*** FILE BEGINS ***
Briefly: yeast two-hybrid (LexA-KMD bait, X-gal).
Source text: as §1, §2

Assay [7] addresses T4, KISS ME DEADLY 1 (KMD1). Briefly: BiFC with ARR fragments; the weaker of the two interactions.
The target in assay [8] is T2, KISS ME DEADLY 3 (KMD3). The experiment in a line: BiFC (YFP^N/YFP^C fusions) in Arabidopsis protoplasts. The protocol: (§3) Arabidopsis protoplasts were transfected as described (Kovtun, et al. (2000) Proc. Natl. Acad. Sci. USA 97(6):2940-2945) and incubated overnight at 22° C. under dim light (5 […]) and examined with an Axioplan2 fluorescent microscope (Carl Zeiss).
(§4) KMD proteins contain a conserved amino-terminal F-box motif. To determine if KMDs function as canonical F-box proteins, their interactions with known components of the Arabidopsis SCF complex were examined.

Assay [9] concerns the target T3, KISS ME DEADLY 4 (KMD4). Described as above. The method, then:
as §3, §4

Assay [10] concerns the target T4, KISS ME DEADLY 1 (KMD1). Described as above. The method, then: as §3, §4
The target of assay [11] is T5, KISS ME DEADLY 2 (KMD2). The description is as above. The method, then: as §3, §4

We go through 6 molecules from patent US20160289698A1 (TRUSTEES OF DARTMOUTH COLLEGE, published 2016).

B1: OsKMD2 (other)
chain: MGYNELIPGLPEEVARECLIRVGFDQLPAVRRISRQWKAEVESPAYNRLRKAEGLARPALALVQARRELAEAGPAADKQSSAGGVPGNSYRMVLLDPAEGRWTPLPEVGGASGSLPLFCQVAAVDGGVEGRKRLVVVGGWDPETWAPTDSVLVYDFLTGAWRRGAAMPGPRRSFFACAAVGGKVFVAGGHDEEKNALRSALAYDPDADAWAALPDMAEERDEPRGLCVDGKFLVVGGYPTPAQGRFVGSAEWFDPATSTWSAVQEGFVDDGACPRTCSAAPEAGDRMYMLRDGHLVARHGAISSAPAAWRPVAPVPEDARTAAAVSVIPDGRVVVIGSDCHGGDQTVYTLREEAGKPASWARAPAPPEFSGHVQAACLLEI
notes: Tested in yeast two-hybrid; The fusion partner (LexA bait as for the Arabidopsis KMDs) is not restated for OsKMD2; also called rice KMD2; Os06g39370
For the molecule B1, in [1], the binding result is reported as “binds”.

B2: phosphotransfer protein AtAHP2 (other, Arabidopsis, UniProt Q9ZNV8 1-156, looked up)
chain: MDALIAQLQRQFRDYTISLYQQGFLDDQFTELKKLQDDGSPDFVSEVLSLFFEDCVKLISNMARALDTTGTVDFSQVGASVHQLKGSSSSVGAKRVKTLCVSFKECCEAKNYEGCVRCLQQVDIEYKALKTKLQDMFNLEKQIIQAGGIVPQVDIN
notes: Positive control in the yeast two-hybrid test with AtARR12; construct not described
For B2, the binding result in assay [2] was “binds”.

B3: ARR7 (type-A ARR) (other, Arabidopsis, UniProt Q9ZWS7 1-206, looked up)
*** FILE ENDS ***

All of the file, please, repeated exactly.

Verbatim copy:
Briefly: yeast two-hybrid (LexA-KMD bait, X-gal).
Source text: as §1, §2

Assay [7] addresses T4, KISS ME DEADLY 1 (KMD1). Briefly: BiFC with ARR fragments; the weaker of the two interactions.
The target in assay [8] is T2, KISS ME DEADLY 3 (KMD3). The experiment in a line: BiFC (YFP^N/YFP^C fusions) in Arabidopsis protoplasts. The protocol: (§3) Arabidopsis protoplasts were transfected as described (Kovtun, et al. (2000) Proc. Natl. Acad. Sci. USA 97(6):2940-2945) and incubated overnight at 22° C. under dim light (5 […]) and examined with an Axioplan2 fluorescent microscope (Carl Zeiss).
(§4) KMD proteins contain a conserved amino-terminal F-box motif. To determine if KMDs function as canonical F-box proteins, their interactions with known components of the Arabidopsis SCF complex were examined.

Assay [9] concerns the target T3, KISS ME DEADLY 4 (KMD4). Described as above. The method, then:
as §3, §4

Assay [10] concerns the target T4, KISS ME DEADLY 1 (KMD1). Described as above. The method, then: as §3, §4
The target of assay [11] is T5, KISS ME DEADLY 2 (KMD2). The description is as above. The method, then: as §3, §4

We go through 6 molecules from patent US20160289698A1 (TRUSTEES OF DARTMOUTH COLLEGE, published 2016).

B1: OsKMD2 (other)
chain: MGYNELIPGLPEEVARECLIRVGFDQLPAVRRISRQWKAEVESPAYNRLRKAEGLARPALALVQARRELAEAGPAADKQSSAGGVPGNSYRMVLLDPAEGRWTPLPEVGGASGSLPLFCQVAAVDGGVEGRKRLVVVGGWDPETWAPTDSVLVYDFLTGAWRRGAAMPGPRRSFFACAAVGGKVFVAGGHDEEKNALRSALAYDPDADAWAALPDMAEERDEPRGLCVDGKFLVVGGYPTPAQGRFVGSAEWFDPATSTWSAVQEGFVDDGACPRTCSAAPEAGDRMYMLRDGHLVARHGAISSAPAAWRPVAPVPEDARTAAAVSVIPDGRVVVIGSDCHGGDQTVYTLREEAGKPASWARAPAPPEFSGHVQAACLLEI
notes: Tested in yeast two-hybrid; The fusion partner (LexA bait as for the Arabidopsis KMDs) is not restated for OsKMD2; also called rice KMD2; Os06g39370
For the molecule B1, in [1], the binding result is reported as “binds”.

B2: phosphotransfer protein AtAHP2 (other, Arabidopsis, UniProt Q9ZNV8 1-156, looked up)
chain: MDALIAQLQRQFRDYTISLYQQGFLDDQFTELKKLQDDGSPDFVSEVLSLFFEDCVKLISNMARALDTTGTVDFSQVGASVHQLKGSSSSVGAKRVKTLCVSFKECCEAKNYEGCVRCLQQVDIEYKALKTKLQDMFNLEKQIIQAGGIVPQVDIN
notes: Positive control in the yeast two-hybrid test with AtARR12; construct not described
For B2, the binding result in assay [2] was “binds”.

B3: ARR7 (type-A ARR) (other, Arabidopsis, UniProt Q9ZWS7 1-206, looked up)